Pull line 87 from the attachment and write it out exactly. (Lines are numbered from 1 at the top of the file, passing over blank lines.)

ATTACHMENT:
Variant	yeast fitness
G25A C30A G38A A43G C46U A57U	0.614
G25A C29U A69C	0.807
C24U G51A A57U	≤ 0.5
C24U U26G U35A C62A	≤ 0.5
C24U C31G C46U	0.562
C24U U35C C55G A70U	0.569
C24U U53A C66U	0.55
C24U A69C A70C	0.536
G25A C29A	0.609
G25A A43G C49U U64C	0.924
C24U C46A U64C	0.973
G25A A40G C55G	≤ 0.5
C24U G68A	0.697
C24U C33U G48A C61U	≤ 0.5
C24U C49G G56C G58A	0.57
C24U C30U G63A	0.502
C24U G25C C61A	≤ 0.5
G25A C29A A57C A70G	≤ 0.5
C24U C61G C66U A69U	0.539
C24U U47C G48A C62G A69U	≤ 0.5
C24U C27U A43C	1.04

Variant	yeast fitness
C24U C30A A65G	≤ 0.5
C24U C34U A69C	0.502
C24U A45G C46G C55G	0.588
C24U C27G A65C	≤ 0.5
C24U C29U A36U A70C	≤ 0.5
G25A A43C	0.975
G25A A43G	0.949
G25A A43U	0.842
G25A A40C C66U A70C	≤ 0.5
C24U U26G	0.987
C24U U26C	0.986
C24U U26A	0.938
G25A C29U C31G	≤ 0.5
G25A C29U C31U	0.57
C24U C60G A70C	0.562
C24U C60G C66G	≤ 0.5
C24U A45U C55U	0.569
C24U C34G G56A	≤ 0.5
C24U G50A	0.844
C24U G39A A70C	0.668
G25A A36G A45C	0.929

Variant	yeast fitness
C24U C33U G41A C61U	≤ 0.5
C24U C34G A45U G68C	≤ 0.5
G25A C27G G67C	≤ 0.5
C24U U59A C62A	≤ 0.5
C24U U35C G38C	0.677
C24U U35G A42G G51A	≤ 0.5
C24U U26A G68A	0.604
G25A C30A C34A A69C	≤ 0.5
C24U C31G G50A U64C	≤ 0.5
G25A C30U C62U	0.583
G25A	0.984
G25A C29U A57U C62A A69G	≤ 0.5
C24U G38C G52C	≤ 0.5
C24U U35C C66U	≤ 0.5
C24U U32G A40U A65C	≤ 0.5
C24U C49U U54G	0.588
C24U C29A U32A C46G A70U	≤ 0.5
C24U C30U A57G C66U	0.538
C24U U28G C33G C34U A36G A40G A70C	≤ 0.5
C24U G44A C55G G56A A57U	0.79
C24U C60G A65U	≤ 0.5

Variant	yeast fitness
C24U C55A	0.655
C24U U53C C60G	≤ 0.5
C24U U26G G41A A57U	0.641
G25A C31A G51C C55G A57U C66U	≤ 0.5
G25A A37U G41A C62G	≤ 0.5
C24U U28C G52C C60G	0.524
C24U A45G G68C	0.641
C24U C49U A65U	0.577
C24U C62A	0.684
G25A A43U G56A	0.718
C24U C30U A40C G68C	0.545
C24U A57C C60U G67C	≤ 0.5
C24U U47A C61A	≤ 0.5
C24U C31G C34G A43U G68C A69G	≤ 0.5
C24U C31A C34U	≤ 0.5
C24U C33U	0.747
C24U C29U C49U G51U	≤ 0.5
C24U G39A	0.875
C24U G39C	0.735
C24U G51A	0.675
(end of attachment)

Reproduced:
C24U G51A	0.675